Another piece, not totally unrelated to this geometric theme, is the common issue of folding a piece of paper. In 2002, a female high school student, Britney Gallivan, became famous and she is best known for determining the maximum number of times that paper or other materials can be folded in half. She worked out two beautiful theorems that, in my opinion, have to be known by mathematicians, teachers and people. The reason is that they are completely general and they use arithmetical and geometrical series in a wonderful way.

1st Gallivan theorem. For single-direction folding (using a long strip of paper), the exact required strip length L is

(6)   \begin{equation*} \boxed{L=\dfrac{\pi}{6} t\left(2^{n}+4\right)\left(2^{n}-1\right)} \end{equation*}

where t represents the thickness of the material to be folded, L is the length of a paper piece to be folded in only one direction, and n represents the number of folds desired.

Proof. Let me consider a paper with length L and thickness t. In the first fold, via a semicircle, the lost length is \pi t. After the second fold, the lost length is

    \[\pi t+\pi t+2\pi t\]

The third fold lost length becomes

    \[\pi t+(\pi t +2\pi t)+(3\pi t)+(4\pi t)\]

And after n-folds

    \[\pi t+(\pi t +2\pi t)+(3\pi t)+(4\pi t)+\ldots +(\pi t+\ldots +2^{n-1}\pi t)\]

Adding the lost length after the n-folds, you have

    \[\pi  \left(1+(1+2)+\ldots+(1+2+\ldots+2^{n-1})\right)\]

Using the result about how to sum any arithmetic sum (Gauss, the king!):

    \[\dfrac{\pi t}{2}\left(1\cdot 2+2\cdot 3+4\cdot 5+8\cdot 9+\ldots+ 2^{n-1}\cdot (2^{n-1}+1)\right)\]

Now, you can split this last sum as two, as follows

    \[\dfrac{\pi t}{2}\left( (2^0+2^2+\ldots+2^{2(n-1)})+(2^0+2^1+\ldots+2^{n-1})\right)\]

Finally, use the result for getting the sum of geometric series, to obtain

    \[L=\dfrac{\pi t}{2}\left(\dfrac{ (2^{2n}-1)}{3}+(2^n-1)\right)\]

or equivalently, after basic algebra (hint, use x=2^n),

    \[L=\dfrac{\pi t}{6}\left(2^n+4\right)\left(2^n-1\right)\]

as we wanted to demonstrate. Q.E.D.

2nd Gallivan theorem. An upper bound and a close approximation of the actual paper width needed for alternate-direction folding is

(7)   \begin{equation*} \boxed{W=\pi t 2^{3(n-1)/2}} \end{equation*}

where W is the width of a square piece of paper with a thickness of t, and n is the desired number of folds to be carried out in alternate directions. For paper that is not square, e.g., having a 2:1 ratio, the above equation still gives an accurate limit.

These theorems highlight two facts:

1st. In order to fold anything in a half, it must be \pi-times longer than its thickness. Did you love \pi? \pi is now better! \pi is also related not only to spheres but also to folding something in a half (of course, the process is obviously related to the circle or semicircle).

2nd. Depending of how you fold something, the amounts its length decreases with each fold DIFFERS.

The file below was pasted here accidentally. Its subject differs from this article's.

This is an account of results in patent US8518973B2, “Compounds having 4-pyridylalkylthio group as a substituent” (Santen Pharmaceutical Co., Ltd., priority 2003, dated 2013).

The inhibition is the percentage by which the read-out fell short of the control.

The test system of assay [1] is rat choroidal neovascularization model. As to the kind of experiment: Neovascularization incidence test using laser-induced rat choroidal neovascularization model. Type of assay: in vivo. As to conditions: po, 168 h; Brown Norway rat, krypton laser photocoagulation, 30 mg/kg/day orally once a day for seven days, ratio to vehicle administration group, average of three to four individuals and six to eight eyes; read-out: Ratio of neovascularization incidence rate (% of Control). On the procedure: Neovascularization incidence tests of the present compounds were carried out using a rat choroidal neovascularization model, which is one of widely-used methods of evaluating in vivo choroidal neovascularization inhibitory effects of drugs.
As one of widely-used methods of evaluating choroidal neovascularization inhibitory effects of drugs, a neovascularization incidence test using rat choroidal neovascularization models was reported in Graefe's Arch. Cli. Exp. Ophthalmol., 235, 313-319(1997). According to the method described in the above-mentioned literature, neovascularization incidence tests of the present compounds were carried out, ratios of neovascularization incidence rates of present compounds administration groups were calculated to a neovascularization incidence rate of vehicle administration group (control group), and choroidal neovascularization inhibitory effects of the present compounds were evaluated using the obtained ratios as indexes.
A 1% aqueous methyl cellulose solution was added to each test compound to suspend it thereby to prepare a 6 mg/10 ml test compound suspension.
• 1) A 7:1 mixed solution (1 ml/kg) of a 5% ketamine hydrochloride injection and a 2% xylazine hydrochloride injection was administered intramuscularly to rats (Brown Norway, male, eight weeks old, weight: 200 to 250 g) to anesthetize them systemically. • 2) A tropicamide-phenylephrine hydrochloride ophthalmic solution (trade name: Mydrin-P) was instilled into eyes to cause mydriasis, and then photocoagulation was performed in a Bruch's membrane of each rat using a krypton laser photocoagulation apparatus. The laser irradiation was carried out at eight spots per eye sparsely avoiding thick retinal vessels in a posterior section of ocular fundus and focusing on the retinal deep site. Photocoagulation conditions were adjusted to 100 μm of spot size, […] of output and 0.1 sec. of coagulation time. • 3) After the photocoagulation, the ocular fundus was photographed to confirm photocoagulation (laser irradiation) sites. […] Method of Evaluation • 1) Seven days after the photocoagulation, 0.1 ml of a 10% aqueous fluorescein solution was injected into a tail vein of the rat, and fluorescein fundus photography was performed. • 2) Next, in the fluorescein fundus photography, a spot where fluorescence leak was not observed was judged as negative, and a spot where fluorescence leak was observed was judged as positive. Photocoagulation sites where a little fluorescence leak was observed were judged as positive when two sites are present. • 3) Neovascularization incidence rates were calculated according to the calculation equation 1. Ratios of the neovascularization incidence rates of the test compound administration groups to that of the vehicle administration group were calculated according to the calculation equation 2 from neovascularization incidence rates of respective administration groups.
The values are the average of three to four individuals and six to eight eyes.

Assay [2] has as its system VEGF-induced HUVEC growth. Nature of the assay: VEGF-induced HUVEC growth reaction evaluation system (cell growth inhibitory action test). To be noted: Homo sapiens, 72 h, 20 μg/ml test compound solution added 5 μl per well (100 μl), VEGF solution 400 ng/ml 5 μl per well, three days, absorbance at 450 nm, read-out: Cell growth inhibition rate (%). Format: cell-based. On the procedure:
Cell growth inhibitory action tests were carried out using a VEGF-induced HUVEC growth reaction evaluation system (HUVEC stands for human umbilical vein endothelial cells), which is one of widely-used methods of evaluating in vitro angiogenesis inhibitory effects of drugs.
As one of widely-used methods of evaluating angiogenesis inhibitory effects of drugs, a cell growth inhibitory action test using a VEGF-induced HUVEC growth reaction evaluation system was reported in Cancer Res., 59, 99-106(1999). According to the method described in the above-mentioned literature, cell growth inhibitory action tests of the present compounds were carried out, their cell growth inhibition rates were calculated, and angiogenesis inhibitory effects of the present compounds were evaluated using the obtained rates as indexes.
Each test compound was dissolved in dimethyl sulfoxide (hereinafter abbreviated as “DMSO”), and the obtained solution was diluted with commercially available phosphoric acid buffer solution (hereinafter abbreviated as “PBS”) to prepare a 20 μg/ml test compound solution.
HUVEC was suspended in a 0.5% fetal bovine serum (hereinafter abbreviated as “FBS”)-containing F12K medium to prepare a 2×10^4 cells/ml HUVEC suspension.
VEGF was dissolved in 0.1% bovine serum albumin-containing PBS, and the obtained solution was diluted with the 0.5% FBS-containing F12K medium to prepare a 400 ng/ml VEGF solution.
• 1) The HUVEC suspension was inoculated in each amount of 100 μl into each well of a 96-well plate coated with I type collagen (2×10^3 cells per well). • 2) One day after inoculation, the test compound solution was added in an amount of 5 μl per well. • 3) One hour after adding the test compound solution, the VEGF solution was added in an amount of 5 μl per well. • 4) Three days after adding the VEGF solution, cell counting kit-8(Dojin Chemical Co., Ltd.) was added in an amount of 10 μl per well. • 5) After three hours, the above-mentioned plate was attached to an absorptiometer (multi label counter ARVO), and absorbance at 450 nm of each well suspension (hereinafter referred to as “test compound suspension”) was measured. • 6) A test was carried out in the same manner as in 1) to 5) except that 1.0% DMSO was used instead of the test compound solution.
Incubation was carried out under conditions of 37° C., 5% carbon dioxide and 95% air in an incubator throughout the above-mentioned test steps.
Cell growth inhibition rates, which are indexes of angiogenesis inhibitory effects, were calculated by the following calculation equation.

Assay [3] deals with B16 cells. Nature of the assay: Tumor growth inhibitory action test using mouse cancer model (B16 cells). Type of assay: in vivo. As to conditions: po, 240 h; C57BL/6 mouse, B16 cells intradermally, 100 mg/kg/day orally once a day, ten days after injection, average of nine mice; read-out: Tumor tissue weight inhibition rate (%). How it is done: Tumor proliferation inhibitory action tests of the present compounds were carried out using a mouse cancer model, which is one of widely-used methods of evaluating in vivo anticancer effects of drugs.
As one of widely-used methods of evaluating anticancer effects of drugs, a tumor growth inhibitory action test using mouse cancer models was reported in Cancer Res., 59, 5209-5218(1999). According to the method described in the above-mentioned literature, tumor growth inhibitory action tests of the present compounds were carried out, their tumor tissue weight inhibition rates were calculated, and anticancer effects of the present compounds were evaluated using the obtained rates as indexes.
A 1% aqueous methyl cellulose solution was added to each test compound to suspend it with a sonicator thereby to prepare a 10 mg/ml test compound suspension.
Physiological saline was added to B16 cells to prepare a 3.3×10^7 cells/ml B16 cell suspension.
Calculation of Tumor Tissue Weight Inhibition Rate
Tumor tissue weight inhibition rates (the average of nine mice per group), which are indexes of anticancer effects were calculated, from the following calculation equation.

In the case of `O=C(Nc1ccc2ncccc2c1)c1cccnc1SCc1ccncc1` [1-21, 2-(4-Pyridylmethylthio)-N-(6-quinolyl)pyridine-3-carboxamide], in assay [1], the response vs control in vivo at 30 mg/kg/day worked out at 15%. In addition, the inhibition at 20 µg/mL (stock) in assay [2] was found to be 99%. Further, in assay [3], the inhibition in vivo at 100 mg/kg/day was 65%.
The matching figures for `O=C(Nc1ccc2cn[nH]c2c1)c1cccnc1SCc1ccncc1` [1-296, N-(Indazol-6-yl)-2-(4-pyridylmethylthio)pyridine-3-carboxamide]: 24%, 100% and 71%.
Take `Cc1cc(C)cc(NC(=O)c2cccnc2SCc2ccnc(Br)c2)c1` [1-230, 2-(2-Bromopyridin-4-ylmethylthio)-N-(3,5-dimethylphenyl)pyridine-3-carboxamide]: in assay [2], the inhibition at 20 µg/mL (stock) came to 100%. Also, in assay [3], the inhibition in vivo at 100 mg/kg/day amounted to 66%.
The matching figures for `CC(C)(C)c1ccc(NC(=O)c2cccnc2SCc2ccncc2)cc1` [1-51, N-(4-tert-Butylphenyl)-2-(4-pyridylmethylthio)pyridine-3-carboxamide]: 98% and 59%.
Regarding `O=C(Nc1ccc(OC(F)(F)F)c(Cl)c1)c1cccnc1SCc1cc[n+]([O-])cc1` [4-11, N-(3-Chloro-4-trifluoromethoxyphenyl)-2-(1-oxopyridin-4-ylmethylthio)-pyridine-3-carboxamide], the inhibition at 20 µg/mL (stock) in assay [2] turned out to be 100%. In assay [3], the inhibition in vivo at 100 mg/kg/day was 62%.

I found myself reading an application of Gallivan 2th theorem to Cosmology. Find it here https://physics.le.ac.uk/journals/index.php/pst/article/viewFile/858/631

I am going to summarize it anyway…Take the Hubble sphere with v(t)=c/H(t) and from the picture

plug W_0=\sqrt{2} d_H. Using the Hubble law with

    \[H(t)=\dfrac{1}{a(t)}\dfrac{d a(t)}{dt}\]

and taking the current time t_0, the current values of the cosmological constant energy density \Omega_{\Lambda,0}, then if space itself has folded from cosmic past to current time, the number of folds will be

    \[n(H)=\dfrac{2}{3\ln 2}\ln \left(\dfrac{\sqrt{2} c}{\pi H(t) t_0}\right)+1\]

Interestingly, today we have dn/dt\sim 0 (Why? Who knows? Who nose?). Then, rewriting the Hubble parameter in terms on the number of folds, you get

    \[H(t)=\sqrt{\Omega_{\Lambda,0} }H_0 \coth \left(\dfrac{3}{2}\sqrt{\Omega_{\Lambda,0} }H_0 t\right)\]

For the accepted values (today) of H_0 and \Omega_{\Lambda, 0}, you get that the maximal number of folds in our Universe is about 67. The following picture show it better

You could also ask if elementary particles are “stacked” or “folded” branes (p-branes). Gallivan’s theorems provide a very general way to estimate the number of times you have something folded or stacked to get something of ANY “size”.

Exercise 1. Provide a proof of Gallivan’s 2nd theorem.

Exercise 2. How many times or folds should a superstring have been curled up or wrapped around an extra dimension of size L in order to get something like the classical electron radius or the asummed right proton radius. Plug L as the Planck length as initial guess. Plug another “reasonable” values of L. What do you learn? I believe this exercise should be done by ANY stringer/M-branist/Dp-branist or fan of extra dimensions. Compactified space as folded space has curious trickery related with the worst understood mathematical scaling: exponential scaling. It is very counterintuitive. Do it yourself. Some numbers used in known compactifications can be compared with your results.